“My son, if you have put up security for your neighbor, if you have struck hands in pledge for another, if you have been trapped by what you said, ensnared by the words of your mouth...” (Proverbs 6:1-2).
Herod is a perfect instance of being ensnared by what he said: "The daughter of Herodias...pleased Herod so much that he promised with an oath to give her whatever she asked" (Matthew 14:6,7). Herod was trapped by what he promised, and he regretted it later: "The king was distressed but because of his oaths and his dinner guests, he ordered that her request be granted..." (v.9). Because of a foolish oath made by a proud man, John lost his life. It would have been a far less sin if Herod broke his promise.
We should not promise what we cannot deliver. The Bible covers every occasion for every age, and this verse surely applies to credit cards. It is too easy to pull out our credit card when we want something (mea culpa!). We are putting up security for ourselves every time we go beyond our means with an innocent looking piece of plastic, so it's best to cut it up and out if we are constantly tempted with this particular snare. And we surely are drowning when we borrow from one credit card to pay on another one!
Accumulating bills and obligations controls us so that, in our worry, we can serve neither God nor others. "...But the worries of this life, the deceitfulness of wealth and the desires for other things come in and choke the word, making it unfruitful" (Mark 4:19). It is wisdom to keep a rein on both finances and obligations before they get beyond us. We can live and die entangled in the cares of this world because we haven't been prudent. We also bring reproach upon religion if we live and die in others' debt.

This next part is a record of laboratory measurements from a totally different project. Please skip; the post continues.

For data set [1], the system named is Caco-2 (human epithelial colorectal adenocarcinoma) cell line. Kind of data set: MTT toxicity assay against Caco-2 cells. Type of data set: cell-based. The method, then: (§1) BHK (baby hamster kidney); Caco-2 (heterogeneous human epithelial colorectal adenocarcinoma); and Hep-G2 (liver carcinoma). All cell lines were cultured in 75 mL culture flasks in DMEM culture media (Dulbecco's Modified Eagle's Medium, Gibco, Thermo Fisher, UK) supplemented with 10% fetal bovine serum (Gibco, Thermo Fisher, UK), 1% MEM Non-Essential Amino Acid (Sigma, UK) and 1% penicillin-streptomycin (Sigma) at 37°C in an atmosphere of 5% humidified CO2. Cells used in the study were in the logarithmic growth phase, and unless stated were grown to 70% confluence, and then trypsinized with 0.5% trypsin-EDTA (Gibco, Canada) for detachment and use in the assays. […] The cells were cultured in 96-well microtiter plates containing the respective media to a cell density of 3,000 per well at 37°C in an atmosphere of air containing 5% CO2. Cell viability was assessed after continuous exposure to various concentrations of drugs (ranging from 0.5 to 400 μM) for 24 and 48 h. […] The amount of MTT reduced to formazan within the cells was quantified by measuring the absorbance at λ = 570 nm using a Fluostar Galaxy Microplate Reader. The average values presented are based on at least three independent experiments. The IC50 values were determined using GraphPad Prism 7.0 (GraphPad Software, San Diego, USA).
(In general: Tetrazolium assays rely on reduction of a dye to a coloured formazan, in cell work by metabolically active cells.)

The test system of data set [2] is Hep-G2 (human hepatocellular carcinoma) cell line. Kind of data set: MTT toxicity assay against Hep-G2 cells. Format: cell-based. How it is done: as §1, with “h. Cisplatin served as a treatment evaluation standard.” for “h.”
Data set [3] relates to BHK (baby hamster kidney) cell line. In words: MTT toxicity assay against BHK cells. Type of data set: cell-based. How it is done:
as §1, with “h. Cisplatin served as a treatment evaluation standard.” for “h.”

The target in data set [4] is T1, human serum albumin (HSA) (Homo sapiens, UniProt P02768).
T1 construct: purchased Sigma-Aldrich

This verse might also apply to appeals. Others ask us to do things for them that are beyond our time and means but, because we want others to like us, we have a difficult time saying no. It isn't fair to them or us to say yes, and then be resentful. In a way, we have been dishonest when we take on more than we can possibly do or pay.
As for thinking we are doing others a favor by always doing for them, it is far better to teach someone how to fish than to be constantly supplying the fish for him/her. We don't help others by making them dependent on us. Every age has its prodigals who would just as soon sit by and take everything you give. Prudence dictates just when we must quit pouring time and money down another's bottomless pit.
Does this mean we can never become surety, or bail, for another? "If he has done you any wrong or owes you anything, charge it to me...I will pay it back..." (Philemon 18,19). Martin Luther said of these verses: "Even as Christ did for us with God the Father, thus Paul also does for Onesimus with Philemon." Of course there will be instances when our help will be needed. What is condemned is entanglement to the point of incapacitation. "You were bought at a price; do not become slaves of men" (1 Corinthians 7:23).
"Neither a borrower nor a lender be; For loan oft loses both itself and friend" (Shakespeare, Hamlet).